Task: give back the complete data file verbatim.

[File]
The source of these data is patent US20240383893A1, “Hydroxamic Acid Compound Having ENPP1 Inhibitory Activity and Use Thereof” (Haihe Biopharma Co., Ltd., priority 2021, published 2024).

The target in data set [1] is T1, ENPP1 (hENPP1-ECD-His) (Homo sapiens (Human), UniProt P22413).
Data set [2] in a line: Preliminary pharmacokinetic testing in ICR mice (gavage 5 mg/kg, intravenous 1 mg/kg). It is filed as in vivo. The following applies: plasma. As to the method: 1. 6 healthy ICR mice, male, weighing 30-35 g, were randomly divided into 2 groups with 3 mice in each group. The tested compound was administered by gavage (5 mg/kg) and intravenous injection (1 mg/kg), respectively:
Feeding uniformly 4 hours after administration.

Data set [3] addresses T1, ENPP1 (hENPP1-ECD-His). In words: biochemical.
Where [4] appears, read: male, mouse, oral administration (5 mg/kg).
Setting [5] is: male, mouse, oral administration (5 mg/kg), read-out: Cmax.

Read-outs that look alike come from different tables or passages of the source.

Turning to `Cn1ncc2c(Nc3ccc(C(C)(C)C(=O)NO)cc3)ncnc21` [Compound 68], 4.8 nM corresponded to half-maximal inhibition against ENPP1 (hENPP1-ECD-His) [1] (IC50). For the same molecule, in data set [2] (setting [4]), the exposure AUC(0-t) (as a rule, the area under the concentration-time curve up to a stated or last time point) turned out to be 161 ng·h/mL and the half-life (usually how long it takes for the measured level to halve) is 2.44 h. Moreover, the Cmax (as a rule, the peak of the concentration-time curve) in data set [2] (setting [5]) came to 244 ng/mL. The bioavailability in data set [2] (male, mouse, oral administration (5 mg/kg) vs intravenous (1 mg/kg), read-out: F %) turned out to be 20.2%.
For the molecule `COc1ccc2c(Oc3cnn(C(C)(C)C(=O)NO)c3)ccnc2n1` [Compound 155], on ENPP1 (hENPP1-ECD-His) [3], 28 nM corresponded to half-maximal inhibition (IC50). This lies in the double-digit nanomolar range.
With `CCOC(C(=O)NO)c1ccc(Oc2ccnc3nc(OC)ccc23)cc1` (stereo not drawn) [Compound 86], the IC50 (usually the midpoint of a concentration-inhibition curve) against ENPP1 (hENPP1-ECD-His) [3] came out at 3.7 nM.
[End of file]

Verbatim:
The source of these data is patent US20240383893A1, “Hydroxamic Acid Compound Having ENPP1 Inhibitory Activity and Use Thereof” (Haihe Biopharma Co., Ltd., priority 2021, published 2024).

The target in data set [1] is T1, ENPP1 (hENPP1-ECD-His) (Homo sapiens (Human), UniProt P22413).
Data set [2] in a line: Preliminary pharmacokinetic testing in ICR mice (gavage 5 mg/kg, intravenous 1 mg/kg). It is filed as in vivo. The following applies: plasma. As to the method: 1. 6 healthy ICR mice, male, weighing 30-35 g, were randomly divided into 2 groups with 3 mice in each group. The tested compound was administered by gavage (5 mg/kg) and intravenous injection (1 mg/kg), respectively:
Feeding uniformly 4 hours after administration.

Data set [3] addresses T1, ENPP1 (hENPP1-ECD-His). In words: biochemical.
Where [4] appears, read: male, mouse, oral administration (5 mg/kg).
Setting [5] is: male, mouse, oral administration (5 mg/kg), read-out: Cmax.

Read-outs that look alike come from different tables or passages of the source.

Turning to `Cn1ncc2c(Nc3ccc(C(C)(C)C(=O)NO)cc3)ncnc21` [Compound 68], 4.8 nM corresponded to half-maximal inhibition against ENPP1 (hENPP1-ECD-His) [1] (IC50). For the same molecule, in data set [2] (setting [4]), the exposure AUC(0-t) (as a rule, the area under the concentration-time curve up to a stated or last time point) turned out to be 161 ng·h/mL and the half-life (usually how long it takes for the measured level to halve) is 2.44 h. Moreover, the Cmax (as a rule, the peak of the concentration-time curve) in data set [2] (setting [5]) came to 244 ng/mL. The bioavailability in data set [2] (male, mouse, oral administration (5 mg/kg) vs intravenous (1 mg/kg), read-out: F %) turned out to be 20.2%.
For the molecule `COc1ccc2c(Oc3cnn(C(C)(C)C(=O)NO)c3)ccnc2n1` [Compound 155], on ENPP1 (hENPP1-ECD-His) [3], 28 nM corresponded to half-maximal inhibition (IC50). This lies in the double-digit nanomolar range.
With `CCOC(C(=O)NO)c1ccc(Oc2ccnc3nc(OC)ccc23)cc1` (stereo not drawn) [Compound 86], the IC50 (usually the midpoint of a concentration-inhibition curve) against ENPP1 (hENPP1-ECD-His) [3] came out at 3.7 nM.